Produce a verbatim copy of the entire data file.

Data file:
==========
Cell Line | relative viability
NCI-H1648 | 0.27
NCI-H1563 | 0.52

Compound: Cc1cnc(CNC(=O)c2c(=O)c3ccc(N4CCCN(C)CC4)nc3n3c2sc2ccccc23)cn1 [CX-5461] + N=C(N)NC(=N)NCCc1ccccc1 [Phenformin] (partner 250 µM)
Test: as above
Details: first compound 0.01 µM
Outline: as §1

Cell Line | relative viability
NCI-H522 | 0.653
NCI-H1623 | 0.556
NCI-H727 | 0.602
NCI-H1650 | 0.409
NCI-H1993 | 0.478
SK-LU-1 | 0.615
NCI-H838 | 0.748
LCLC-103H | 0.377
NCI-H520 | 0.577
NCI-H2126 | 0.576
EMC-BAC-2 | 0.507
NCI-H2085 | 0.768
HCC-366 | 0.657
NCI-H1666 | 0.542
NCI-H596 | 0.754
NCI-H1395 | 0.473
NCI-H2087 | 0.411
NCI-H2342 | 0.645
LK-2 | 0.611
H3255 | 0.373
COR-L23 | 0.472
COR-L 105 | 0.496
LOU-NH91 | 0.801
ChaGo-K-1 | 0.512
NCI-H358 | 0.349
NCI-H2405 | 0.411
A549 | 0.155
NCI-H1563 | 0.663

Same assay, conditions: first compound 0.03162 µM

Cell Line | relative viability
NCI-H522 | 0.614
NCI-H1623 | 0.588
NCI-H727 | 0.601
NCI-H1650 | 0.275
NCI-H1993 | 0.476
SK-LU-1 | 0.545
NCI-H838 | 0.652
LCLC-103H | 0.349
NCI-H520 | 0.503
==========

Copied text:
Cell Line | relative viability
NCI-H1648 | 0.27
NCI-H1563 | 0.52

Compound: Cc1cnc(CNC(=O)c2c(=O)c3ccc(N4CCCN(C)CC4)nc3n3c2sc2ccccc23)cn1 [CX-5461] + N=C(N)NC(=N)NCCc1ccccc1 [Phenformin] (partner 250 µM)
Test: as above
Details: first compound 0.01 µM
Outline: as §1

Cell Line | relative viability
NCI-H522 | 0.653
NCI-H1623 | 0.556
NCI-H727 | 0.602
NCI-H1650 | 0.409
NCI-H1993 | 0.478
SK-LU-1 | 0.615
NCI-H838 | 0.748
LCLC-103H | 0.377
NCI-H520 | 0.577
NCI-H2126 | 0.576
EMC-BAC-2 | 0.507
NCI-H2085 | 0.768
HCC-366 | 0.657
NCI-H1666 | 0.542
NCI-H596 | 0.754
NCI-H1395 | 0.473
NCI-H2087 | 0.411
NCI-H2342 | 0.645
LK-2 | 0.611
H3255 | 0.373
COR-L23 | 0.472
COR-L 105 | 0.496
LOU-NH91 | 0.801
ChaGo-K-1 | 0.512
NCI-H358 | 0.349
NCI-H2405 | 0.411
A549 | 0.155
NCI-H1563 | 0.663

Same assay, conditions: first compound 0.03162 µM

Cell Line | relative viability
NCI-H522 | 0.614
NCI-H1623 | 0.588
NCI-H727 | 0.601
NCI-H1650 | 0.275
NCI-H1993 | 0.476
SK-LU-1 | 0.545
NCI-H838 | 0.652
LCLC-103H | 0.349
NCI-H520 | 0.503